U.S. Navy ships are typically made from metal. However, current enemy technology is able to detect metal, making our ships vulnerable to terrorist attack.
Thanks to Felicia Powell, the Navy is exploring the use of composites for modern shipbuilding. However, more research is needed because layered materials used in cars and sporting goods such as tennis racquets–which work well in dry environments–fall apart in water.
“My research question expanded into a dissertation with the investigation of dual inclusion of nanoparticles in the resin, as well as the carbon fibers to improve performance properties,” Powell says.
At press time, Powell was looking to start a career in the industry. She wants to research how to apply nanotechnology materials background to deep-sea technology and/or green energy.
This could effectively make our ships “disappear” when searched by the enemy using metal detecting technology. A stealth Navy would be a decisive advantage to the United States military forces in both conventional and counterinsurgency operations.
Powell’s intrepid journey to a doctorate started at Prairie View A&M University more than 13 years ago. Powell told US Black Engineer & Information Technology magazine, which she has been reading since high school, that after earning a bachelor’s degree in mechanical engineering at Prairie View A&M she felt prepared to pursue what she calls her “third-grade dream of designing manned submersibles.”
At 8 years old, during a grade school lesson on the Earth’s continents, she says, “We were looking at an old outdated map, and as we talked about the depth of oceans and dark spots (underwater sinkholes), I thought, how cool it would be to go to the bottom.”
Her motivation grew when she found out that there really were vehicles for such underwater adventures from watching science documentaries and television shows. In 2000, armed with a diversity-minded McKnight Fellowship from the Florida Education Fund, Powell enrolled in a fast-track bachelor’s to a Ph.D. program, with autonomous underwater vehicles as her focus of study. By the summer of 2001, she had completed six internships with FAU’s Harbor Branch Oceanographic Institute, designing and working with manned submersibles.
However, she recalls, “As the doctorate progressed, the curriculum differences between my bachelor’s and graduate programs resulted in academic challenges.”
Powell found herself saddled with more coursework.
In 2004, when she had passed all required courses and her qualifier exam, the focus in her department had shifted from underwater vehicles to naval research. She had also gone through three advisors.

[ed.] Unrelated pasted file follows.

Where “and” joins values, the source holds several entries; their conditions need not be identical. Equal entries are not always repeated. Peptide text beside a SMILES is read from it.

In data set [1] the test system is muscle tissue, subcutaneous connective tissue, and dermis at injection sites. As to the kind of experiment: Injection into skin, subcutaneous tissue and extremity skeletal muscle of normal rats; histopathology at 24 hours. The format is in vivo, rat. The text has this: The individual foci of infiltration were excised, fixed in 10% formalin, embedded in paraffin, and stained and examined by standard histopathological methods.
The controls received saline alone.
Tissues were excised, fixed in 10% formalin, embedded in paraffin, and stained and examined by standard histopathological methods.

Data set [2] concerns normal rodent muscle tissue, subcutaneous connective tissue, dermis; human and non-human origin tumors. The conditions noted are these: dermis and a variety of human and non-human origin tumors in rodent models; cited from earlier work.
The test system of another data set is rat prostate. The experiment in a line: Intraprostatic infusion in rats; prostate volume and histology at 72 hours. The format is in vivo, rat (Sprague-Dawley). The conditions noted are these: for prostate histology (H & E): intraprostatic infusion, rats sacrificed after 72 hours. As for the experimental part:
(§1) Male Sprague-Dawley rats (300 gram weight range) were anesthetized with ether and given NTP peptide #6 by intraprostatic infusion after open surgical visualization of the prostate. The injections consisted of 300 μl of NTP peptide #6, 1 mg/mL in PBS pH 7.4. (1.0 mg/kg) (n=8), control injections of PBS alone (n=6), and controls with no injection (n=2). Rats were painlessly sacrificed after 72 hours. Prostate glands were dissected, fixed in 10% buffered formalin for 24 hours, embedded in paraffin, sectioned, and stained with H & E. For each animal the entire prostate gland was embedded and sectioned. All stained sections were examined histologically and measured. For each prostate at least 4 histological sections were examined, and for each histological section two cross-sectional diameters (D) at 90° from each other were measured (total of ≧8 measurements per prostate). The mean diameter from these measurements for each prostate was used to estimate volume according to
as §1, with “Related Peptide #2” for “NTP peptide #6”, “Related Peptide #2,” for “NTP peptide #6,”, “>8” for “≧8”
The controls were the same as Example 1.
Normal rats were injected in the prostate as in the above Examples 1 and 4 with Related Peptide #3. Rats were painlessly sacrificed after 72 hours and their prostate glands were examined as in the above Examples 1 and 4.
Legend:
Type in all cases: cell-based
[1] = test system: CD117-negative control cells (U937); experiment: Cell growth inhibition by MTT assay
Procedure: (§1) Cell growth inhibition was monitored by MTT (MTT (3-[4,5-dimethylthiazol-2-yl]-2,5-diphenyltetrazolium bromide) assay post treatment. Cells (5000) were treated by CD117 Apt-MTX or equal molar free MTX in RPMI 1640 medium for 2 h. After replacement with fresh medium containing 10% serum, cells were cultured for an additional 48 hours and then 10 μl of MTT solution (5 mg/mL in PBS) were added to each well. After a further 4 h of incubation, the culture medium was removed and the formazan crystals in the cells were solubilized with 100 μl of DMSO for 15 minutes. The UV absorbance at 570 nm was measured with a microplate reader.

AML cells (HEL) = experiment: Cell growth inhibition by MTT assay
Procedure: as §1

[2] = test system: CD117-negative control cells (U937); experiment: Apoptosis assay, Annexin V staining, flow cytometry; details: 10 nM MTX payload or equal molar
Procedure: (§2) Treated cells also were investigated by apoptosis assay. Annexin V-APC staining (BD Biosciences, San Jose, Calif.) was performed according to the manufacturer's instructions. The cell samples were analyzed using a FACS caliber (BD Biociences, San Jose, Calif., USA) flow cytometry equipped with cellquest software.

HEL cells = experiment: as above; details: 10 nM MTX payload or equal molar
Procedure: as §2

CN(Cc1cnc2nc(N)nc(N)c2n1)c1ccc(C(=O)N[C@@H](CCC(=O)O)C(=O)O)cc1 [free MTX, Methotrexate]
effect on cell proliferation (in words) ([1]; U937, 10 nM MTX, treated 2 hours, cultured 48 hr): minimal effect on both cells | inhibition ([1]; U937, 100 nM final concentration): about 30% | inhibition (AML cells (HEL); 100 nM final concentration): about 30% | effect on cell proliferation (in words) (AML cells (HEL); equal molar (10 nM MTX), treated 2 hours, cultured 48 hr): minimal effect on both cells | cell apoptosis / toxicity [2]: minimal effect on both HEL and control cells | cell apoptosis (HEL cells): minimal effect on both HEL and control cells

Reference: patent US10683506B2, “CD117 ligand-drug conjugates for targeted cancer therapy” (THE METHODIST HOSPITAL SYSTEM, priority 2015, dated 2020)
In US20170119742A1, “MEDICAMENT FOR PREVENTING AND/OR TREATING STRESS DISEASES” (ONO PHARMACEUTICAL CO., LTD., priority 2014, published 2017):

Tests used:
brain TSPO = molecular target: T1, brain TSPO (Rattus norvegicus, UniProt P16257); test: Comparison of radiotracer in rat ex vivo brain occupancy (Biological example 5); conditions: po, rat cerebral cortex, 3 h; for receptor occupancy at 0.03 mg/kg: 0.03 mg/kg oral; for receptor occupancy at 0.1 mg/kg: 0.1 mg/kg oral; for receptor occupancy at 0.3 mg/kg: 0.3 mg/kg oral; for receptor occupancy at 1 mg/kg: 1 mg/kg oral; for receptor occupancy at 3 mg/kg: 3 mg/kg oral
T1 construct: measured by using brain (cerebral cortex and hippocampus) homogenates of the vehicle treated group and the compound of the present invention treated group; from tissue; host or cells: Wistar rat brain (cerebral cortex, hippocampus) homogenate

Under the advisement of her fourth, Powell began research into applying Kalman filters and neural networks as a ‘black box’ system identification model to advance control technology of small vessels required in the Navy’s Sea Power 21 Sea basing.”
Powell explains that it’s often hard to tell where a ship is exactly when it is in operation.
“In the olden days,” she says, “you had sailors who could read the positions of stars. But now, people rely on electronic sensors to gauge wind speed, wave speed and just how fast a boat is going. The U.S. Navy was looking to have its naval bases in the ocean as opposed to land, and it needed to know how closely boats could berth next to the other.”
By the fall of 2008, the department advised that Powell would be required to earn a master’s under a new advisor in a totally new field of study.
Undaunted by both the personal and academic setbacks, Powell began conducting research “using nanotechnology to increase the durability and interlaminar properties of composites by treating the carbon fiber surface with polyhedral oligomeric silsesquioxane (POSS) nanoparticles, with an increase of shear strength by 25 percent and reduction of water absorption by 30 percent.”
Powell is the very first African American to earn a Ph.D. in ocean engineering at Florida Atlantic University (FAU) in research, development, and operations pertaining to oceans. FAU places special focus on the development of marine and coastal issues, biotechnology and contemporary societal challenges.
Established in 1984, the Florida Education Fund’s McKnight Doctoral Fellowship Program has increased the number of African Americans who have earned Ph.D.s in crucial disciplines where African Americans have not historically enrolled and completed degree programs.
More than 300 fellows have graduated with Ph.D.s, in an average completion time of five and a half years. The Florida Education Fund has awarded more than 750 fellowships to African Americans and Hispanics pursuing Ph.D.s, and the program enjoys an impressive near 80 percent retention rate.